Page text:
(Mr Brown) I think that is a matter for the Home Office.

  309. The scrutiny of the purposes to which the Home Office puts the money from you is a matter for you as well. You said that in 1998—
  (Mr Brown) I said to you it was a matter for the Home Office to publish its departmental reports.

  310. That is not my question. You should have waited for my question. So far, according to Parliamentary Answers from the Home Office, they have missed 11 out of 16 targets. In spite of that, in the latest Spending Review you are giving them a real terms rise of 5.6 per cent a year, so you are rewarding Mr Blunkett for failure, are you not?
  (Mr Brown) Are you saying that the conclusion you reach is that no more police officers are needed because the conclusion that we have reached is that more police officers are needed?

  311. I am merely following through from what you said in 1998 when you said you would monitor closely how departments are proceeding, and if they failed on their targets you might hold back money. You are doing the opposite of that. A department that has cocked it up big time, worse than any other department, is being given a 5.6 per cent real terms rise in spending. It has been rewarded for failure basically.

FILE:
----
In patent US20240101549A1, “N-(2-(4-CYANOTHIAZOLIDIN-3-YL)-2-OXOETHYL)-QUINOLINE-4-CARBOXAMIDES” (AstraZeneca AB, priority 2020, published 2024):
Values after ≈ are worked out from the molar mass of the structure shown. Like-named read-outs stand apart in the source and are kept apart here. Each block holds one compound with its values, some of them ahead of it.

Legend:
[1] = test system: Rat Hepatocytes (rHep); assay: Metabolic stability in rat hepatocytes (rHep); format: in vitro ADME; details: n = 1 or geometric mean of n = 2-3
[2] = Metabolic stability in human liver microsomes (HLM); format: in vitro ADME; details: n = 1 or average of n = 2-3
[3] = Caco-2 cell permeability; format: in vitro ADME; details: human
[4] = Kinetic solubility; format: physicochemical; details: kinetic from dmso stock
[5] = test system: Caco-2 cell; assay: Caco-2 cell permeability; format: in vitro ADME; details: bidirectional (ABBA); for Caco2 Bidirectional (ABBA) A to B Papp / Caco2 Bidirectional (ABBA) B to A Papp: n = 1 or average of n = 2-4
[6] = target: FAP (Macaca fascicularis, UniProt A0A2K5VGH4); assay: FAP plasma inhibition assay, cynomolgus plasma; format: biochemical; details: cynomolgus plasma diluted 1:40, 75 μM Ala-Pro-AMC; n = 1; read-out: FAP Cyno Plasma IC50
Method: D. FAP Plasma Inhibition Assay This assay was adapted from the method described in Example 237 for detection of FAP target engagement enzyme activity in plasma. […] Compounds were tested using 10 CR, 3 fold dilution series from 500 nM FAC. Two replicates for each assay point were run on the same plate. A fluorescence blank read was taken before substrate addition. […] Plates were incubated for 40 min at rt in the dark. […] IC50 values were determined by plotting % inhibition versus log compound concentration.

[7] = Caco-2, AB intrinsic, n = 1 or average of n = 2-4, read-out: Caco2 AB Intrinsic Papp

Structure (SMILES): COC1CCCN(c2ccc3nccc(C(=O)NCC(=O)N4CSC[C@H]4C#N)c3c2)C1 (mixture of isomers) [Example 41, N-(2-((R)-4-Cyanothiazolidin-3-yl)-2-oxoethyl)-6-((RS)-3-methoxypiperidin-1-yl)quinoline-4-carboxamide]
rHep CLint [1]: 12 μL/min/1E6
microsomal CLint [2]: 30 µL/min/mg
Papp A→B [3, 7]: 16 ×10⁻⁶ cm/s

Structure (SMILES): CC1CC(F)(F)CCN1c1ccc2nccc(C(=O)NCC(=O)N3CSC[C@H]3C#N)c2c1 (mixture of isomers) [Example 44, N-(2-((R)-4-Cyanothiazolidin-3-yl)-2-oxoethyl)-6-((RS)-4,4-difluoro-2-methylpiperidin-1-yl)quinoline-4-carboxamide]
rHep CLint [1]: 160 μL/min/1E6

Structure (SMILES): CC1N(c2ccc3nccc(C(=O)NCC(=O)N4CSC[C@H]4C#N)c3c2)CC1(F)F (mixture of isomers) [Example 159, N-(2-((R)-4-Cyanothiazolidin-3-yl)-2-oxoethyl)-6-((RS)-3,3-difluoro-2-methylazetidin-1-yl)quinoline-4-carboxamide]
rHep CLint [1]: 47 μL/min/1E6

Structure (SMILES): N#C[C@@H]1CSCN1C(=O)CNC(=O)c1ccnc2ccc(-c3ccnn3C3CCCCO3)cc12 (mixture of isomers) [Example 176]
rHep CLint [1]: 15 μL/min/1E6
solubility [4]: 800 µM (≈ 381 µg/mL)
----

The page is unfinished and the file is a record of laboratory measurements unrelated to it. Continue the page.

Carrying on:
(Mr Brown) That is absolutely wrong. The Home Office is agreeing and implementing a very big programme of reform. It is as a result of that programme of reform that it is possible to give them additional resources for the next few years. For example, in relation to the police there is a Police Reform Bill going through the House of Commons. There are the basic units, command units, which are getting far more flexibility but also far more resources down to them so that they can do the necessary things. As far as the Home Office generally is concerned, you had the announcement of the Criminal Justice Reform White Paper yesterday by the Home Secretary. There have been major reforms agreed in the asylum system. The idea that there is not a process of reform in the Home Office to justify the resources they are receiving is completely wrong.